It wasn’t long ago that accessing the Internet required a hefty computer or laptop and a wired connection. These days, Internet-enabled smartphones and other mobile devices are everywhere. Smartphones are changing the way we browse the Internet, letting us leave our desks and pull up our favorite websites, browse Facebook, and check our email from anywhere. In fact, there’s a good chance you’re reading this from a mobile device.
More than half the mobile phone users in the United States today own a smartphone. As smartphone screens get larger and prices get lower—you can now get a low-end, prepaid smartphone for the about the same price as a traditional flip phone—more and more consumers are making the switch.
Lightweight and Portable
Smartphones are fast making inroads into the developing world, as they did in the developed world. One reason for the surge in popularity of smartphones is their ability to access information on-the-go. Connecting to the Net from a device that slips into your pocket instead of a hauling around a bulky laptop offers a lot of convenience. You can check your social network, answer e-mail or simply browse the Web while sunbathing on the beach or waiting in line at the market.
There are more mobile internet users than fixed internet users.
The integration of GPS into most smartphones has also changed the way we interact with the world. Maps on our phone can deliver turn-by-turn driving directions. Search results can be tailored to match our location. Augmented reality allows us to view information about local stores and attractions simply by holding up our phones. Gone are the days of getting lost in a new city or struggling to find the that out-of-the-way Mexican restaurant everyone’s talking about.
When accessing the Web from a smartphone, browsing won't be quite as fast as with a broadband connection, though mobile networks are quickly catching up. Modern high-speed mobile connections are more than fast enough to handle video games and streaming video, just don’t expect the same level of uninterrupted performance as you would experience using your home network. Of course, since modern smartphones and tablets can connect to the Internet using Wi-Fi, you should be able to enjoy the same speeds on any device using your home’s wireless network.
Smartphone screen sizes vary from a tiny 3.5 inches to the near-tablet-size 6 inches. It’s important to test out a few difference sizes and decide which is best for you. While viewing and usage becomes substantially easier, these larger screens can also be bulky and hard to fit in your pocket.
Approximately 11% of all internet users are “mobile only” and only use mobile devices.
Navigating a web page on a smaller screen requires dexterity. Website developers are well aware of this issue, and many sites are now customized especially for viewing on mobile devices. Mobile-compatible websites use an easier-to-navigate menu and a modified text and image layout that fits perfectly into the screen of your smartphone, eliminating the need to scroll horizontally.
The cost of mobile Internet access depends on your location, carrier, and cell phone plan. For example, in the United States, most carriers offer monthly data packages, similar to the packages offered for mobile minutes and texts. Subscribers can add additional data if they are approaching their monthly limit, or upgrade to a larger monthly plan as necessary. Some carriers offer unlimited data plans, though many of these include lower connections speeds after subscribers reach a monthly high-speed data limit.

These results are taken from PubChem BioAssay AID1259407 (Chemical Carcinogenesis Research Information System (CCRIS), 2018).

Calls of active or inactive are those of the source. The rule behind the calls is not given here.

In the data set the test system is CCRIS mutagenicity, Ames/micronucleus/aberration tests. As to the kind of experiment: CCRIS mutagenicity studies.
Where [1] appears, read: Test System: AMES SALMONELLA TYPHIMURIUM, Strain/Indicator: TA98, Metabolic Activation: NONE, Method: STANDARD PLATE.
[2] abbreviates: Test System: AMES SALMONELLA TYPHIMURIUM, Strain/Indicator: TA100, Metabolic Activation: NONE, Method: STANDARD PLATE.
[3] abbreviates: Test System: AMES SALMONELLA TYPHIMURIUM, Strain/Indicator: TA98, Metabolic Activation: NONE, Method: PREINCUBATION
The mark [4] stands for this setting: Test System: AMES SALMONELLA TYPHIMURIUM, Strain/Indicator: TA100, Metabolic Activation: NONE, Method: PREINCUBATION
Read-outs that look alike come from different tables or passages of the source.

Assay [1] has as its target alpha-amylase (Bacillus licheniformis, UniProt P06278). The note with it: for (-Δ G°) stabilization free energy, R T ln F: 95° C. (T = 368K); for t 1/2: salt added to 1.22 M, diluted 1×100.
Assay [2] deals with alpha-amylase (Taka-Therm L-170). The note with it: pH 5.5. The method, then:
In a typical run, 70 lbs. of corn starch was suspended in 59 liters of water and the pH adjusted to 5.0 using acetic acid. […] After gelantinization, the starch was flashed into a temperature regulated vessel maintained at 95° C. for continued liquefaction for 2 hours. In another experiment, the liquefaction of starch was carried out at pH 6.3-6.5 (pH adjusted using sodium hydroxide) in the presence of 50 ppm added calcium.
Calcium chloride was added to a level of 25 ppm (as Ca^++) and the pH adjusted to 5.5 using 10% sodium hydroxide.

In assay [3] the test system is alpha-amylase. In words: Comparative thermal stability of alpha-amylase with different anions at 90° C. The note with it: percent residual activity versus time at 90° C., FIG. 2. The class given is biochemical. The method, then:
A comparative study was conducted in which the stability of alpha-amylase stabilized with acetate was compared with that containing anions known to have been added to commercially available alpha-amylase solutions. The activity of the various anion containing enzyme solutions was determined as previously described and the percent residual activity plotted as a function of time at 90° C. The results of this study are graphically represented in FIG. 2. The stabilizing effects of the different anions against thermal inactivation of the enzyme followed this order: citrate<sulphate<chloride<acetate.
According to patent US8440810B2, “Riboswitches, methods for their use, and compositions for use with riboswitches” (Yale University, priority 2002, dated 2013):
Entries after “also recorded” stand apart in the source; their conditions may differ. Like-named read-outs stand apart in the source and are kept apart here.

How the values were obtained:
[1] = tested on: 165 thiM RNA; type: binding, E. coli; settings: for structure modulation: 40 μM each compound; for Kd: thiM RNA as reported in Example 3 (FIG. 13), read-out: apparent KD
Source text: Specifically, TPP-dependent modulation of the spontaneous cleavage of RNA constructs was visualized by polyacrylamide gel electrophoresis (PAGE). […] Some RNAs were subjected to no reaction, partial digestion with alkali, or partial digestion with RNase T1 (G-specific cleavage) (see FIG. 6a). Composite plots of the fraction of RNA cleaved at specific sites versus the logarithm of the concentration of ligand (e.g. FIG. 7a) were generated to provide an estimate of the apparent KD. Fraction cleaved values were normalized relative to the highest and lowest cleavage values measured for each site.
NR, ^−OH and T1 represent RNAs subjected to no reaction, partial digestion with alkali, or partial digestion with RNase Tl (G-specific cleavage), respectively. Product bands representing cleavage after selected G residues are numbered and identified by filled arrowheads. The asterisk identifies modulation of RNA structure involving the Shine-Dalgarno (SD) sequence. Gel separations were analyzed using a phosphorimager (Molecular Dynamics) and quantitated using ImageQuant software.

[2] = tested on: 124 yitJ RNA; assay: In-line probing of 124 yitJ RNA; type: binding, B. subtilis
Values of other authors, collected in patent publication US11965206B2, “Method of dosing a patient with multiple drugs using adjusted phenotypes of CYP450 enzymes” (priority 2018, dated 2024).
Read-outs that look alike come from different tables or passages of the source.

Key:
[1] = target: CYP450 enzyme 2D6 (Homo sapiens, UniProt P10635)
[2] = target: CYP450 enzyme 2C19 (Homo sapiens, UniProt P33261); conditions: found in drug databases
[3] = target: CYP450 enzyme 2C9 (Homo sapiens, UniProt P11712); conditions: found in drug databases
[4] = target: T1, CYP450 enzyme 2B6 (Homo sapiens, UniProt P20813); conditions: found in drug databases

Not all smartphones are designed the same. If you're planning on purchasing one, be sure to take it for a test drive to determine the smartphone's ease of handling. Most smartphones now utilize a virtual keyboard, meaning the keyboard is digitally displayed on the touchscreen, though some smartphones still include physical keys. Physical keys are easier for some people to navigate, but can significantly increase the weight of the device.
The operating system that powers your smartphone is another important consideration. Android and Apple’s iOS are the most popular smartphone operating systems. Android provides users with the ability to fully customize their phone experience, while iOS provides a simpler interface and integration with other Apple products.
The biggest difference between traditional web browsing and the mobile web experience is the use of apps. With your desktop or laptop, the web browser is your primary tool for accessing the Internet. On your phone, many Internet services, such as Facebook, Twitter, Instagram, online banking, and more can all be done without an Internet browser. Instead, you can download the service’s specialized app from your phone’s app store, and use the service in its own program, similar to the way you run computer programs like MS Word on your desktop computer.
The app market is forecasted to be worth $77 billion in 2017.
Apps vary from device to device, but the most popular Internet services are available on both major mobile platforms, as well as less-common phone platforms such as Windows and Blackberry.
Most modern cell phones, whether smartphones or traditional flip phones and sliders, include the ability to access the mobile web. Of course, your experience is going to be considerably different on a traditional cell phone than on a smartphone. For one thing, the screen size will be quite a bit smaller. For another, most non-smartphones won’t have the ability to access the high-speed mobile networks that modern smartphones can utilize, which means much slower browsing. Most of these phones also include much lower screen resolution, so graphics and images won’t look as smooth and crisp. Since they normally won’t include touch capabilities, you’ll need to use the keyboard for everything. That said, if you just need to check the weather or get an update on your next flight, these phones will manage it from just about anywhere.